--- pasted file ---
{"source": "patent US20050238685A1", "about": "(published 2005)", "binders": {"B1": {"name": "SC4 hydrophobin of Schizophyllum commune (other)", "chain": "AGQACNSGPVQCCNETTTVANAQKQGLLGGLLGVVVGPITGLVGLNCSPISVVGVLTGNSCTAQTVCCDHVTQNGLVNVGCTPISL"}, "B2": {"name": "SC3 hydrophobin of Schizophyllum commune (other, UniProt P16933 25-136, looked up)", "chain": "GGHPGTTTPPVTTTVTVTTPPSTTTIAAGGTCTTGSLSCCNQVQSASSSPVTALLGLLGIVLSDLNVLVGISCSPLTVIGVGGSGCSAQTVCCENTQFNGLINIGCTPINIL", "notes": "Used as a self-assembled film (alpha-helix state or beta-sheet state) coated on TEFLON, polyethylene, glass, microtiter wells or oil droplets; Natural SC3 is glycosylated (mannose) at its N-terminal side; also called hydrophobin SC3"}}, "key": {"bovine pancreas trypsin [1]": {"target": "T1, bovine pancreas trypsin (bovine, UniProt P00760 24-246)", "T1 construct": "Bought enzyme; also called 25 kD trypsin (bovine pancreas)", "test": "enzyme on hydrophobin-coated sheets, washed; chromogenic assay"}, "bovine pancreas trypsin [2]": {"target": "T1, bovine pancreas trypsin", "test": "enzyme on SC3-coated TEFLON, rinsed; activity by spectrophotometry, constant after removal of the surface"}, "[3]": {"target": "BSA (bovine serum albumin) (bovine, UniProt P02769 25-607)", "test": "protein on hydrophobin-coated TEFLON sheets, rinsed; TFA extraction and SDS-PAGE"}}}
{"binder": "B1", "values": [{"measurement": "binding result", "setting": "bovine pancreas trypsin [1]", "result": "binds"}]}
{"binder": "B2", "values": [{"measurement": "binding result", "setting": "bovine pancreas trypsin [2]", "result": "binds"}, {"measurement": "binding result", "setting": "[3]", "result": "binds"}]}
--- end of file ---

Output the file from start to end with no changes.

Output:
{"source": "patent US20050238685A1", "about": "(published 2005)", "binders": {"B1": {"name": "SC4 hydrophobin of Schizophyllum commune (other)", "chain": "AGQACNSGPVQCCNETTTVANAQKQGLLGGLLGVVVGPITGLVGLNCSPISVVGVLTGNSCTAQTVCCDHVTQNGLVNVGCTPISL"}, "B2": {"name": "SC3 hydrophobin of Schizophyllum commune (other, UniProt P16933 25-136, looked up)", "chain": "GGHPGTTTPPVTTTVTVTTPPSTTTIAAGGTCTTGSLSCCNQVQSASSSPVTALLGLLGIVLSDLNVLVGISCSPLTVIGVGGSGCSAQTVCCENTQFNGLINIGCTPINIL", "notes": "Used as a self-assembled film (alpha-helix state or beta-sheet state) coated on TEFLON, polyethylene, glass, microtiter wells or oil droplets; Natural SC3 is glycosylated (mannose) at its N-terminal side; also called hydrophobin SC3"}}, "key": {"bovine pancreas trypsin [1]": {"target": "T1, bovine pancreas trypsin (bovine, UniProt P00760 24-246)", "T1 construct": "Bought enzyme; also called 25 kD trypsin (bovine pancreas)", "test": "enzyme on hydrophobin-coated sheets, washed; chromogenic assay"}, "bovine pancreas trypsin [2]": {"target": "T1, bovine pancreas trypsin", "test": "enzyme on SC3-coated TEFLON, rinsed; activity by spectrophotometry, constant after removal of the surface"}, "[3]": {"target": "BSA (bovine serum albumin) (bovine, UniProt P02769 25-607)", "test": "protein on hydrophobin-coated TEFLON sheets, rinsed; TFA extraction and SDS-PAGE"}}}
{"binder": "B1", "values": [{"measurement": "binding result", "setting": "bovine pancreas trypsin [1]", "result": "binds"}]}
{"binder": "B2", "values": [{"measurement": "binding result", "setting": "bovine pancreas trypsin [2]", "result": "binds"}, {"measurement": "binding result", "setting": "[3]", "result": "binds"}]}